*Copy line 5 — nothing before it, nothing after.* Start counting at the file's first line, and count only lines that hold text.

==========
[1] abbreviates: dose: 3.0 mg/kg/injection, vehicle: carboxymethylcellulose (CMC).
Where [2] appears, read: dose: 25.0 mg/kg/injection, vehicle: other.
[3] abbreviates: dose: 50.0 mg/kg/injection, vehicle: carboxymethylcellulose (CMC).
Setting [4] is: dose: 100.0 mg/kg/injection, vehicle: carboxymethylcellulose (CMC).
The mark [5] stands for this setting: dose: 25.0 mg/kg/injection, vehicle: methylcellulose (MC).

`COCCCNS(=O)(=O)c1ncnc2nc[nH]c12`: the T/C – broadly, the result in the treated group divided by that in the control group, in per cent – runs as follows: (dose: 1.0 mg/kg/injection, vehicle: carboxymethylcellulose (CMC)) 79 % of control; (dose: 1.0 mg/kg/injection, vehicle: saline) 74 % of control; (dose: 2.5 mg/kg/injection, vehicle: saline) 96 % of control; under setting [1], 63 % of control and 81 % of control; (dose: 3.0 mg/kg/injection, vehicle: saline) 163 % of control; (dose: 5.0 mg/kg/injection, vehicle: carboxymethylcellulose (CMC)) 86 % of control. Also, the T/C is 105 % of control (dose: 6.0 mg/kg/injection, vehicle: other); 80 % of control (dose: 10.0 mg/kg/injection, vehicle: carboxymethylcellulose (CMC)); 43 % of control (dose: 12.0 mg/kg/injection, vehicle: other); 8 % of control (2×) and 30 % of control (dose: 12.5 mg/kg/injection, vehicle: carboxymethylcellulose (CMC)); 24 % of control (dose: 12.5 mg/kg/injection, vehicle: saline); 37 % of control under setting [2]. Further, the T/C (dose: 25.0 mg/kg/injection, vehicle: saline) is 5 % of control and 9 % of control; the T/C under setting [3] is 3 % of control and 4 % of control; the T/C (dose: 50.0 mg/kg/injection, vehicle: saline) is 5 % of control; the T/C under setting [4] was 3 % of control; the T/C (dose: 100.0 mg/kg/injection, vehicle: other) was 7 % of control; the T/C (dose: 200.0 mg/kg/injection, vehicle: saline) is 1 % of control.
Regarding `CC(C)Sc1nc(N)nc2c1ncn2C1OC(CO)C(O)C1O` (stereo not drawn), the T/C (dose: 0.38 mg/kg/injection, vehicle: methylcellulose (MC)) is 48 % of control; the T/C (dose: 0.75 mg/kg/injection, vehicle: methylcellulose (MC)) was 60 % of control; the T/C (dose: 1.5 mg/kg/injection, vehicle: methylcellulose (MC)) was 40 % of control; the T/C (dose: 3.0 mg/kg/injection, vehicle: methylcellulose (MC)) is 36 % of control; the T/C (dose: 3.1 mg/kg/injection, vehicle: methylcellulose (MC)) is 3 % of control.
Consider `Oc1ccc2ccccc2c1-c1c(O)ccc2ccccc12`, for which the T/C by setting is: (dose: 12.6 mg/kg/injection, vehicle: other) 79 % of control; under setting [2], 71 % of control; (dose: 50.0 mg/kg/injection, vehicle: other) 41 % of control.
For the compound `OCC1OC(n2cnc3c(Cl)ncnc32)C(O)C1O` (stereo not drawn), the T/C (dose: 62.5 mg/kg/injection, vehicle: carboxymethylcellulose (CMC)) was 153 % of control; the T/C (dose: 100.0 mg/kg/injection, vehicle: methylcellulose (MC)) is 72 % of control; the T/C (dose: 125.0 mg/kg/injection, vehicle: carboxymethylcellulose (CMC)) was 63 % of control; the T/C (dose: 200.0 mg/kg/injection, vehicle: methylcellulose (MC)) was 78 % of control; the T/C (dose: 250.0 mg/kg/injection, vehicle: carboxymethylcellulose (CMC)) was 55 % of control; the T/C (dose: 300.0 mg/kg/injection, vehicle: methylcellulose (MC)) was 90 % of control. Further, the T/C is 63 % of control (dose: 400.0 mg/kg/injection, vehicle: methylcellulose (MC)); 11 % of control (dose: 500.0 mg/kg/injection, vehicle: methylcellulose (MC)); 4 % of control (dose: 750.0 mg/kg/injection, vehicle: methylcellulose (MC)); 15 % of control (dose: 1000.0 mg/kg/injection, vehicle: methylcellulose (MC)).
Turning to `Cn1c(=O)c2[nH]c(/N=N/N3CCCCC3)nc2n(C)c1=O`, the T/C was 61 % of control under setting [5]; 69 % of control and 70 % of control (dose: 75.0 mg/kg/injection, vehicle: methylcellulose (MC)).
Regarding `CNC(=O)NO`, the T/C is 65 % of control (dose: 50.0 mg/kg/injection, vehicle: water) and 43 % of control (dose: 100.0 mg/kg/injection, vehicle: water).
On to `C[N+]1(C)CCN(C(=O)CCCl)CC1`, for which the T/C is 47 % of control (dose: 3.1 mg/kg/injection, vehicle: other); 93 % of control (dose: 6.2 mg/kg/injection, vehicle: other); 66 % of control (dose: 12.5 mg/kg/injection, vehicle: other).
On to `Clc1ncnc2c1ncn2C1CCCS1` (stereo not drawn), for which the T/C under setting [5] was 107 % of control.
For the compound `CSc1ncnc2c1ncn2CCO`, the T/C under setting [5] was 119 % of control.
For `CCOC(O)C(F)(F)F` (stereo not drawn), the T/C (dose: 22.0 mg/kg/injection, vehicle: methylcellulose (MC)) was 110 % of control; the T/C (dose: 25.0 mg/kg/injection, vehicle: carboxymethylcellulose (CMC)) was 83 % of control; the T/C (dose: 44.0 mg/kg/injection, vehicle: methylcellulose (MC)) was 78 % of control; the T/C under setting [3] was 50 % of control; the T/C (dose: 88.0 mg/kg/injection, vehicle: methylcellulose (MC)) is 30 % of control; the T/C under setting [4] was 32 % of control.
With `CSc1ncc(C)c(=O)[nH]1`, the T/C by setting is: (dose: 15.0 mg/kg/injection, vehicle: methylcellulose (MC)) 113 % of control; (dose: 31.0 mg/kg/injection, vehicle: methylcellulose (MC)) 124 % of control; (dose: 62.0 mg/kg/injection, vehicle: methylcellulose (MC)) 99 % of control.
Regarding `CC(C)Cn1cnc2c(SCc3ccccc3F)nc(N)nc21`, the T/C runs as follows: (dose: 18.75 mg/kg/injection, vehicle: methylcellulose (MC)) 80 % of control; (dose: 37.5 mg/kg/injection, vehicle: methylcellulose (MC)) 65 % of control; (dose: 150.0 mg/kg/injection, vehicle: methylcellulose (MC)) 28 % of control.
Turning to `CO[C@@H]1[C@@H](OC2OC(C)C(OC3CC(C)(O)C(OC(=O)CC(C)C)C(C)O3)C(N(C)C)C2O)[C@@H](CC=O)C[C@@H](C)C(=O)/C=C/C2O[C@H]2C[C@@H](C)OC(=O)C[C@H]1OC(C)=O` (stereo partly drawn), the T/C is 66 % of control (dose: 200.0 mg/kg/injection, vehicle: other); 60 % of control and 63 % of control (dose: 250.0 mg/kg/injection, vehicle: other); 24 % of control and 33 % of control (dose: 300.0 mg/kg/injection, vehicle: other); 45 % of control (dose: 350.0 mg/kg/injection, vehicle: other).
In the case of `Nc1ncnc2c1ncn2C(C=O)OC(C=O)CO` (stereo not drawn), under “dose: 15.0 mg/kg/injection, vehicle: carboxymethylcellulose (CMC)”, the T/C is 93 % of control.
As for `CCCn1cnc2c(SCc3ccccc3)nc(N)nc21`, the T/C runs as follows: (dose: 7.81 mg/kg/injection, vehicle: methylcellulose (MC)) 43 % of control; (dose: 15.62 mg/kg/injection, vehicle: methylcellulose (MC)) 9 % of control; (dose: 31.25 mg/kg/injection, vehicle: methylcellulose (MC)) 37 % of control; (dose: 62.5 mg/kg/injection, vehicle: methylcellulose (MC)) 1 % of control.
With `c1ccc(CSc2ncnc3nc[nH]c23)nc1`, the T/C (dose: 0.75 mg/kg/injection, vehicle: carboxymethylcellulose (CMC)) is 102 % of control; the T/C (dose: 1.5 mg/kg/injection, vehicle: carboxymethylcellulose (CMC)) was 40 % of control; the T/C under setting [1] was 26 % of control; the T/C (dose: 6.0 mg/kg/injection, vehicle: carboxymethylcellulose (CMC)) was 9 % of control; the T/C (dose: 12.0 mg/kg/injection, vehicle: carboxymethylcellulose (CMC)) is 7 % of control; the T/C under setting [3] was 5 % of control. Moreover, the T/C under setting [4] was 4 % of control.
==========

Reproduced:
The mark [5] stands for this setting: dose: 25.0 mg/kg/injection, vehicle: methylcellulose (MC).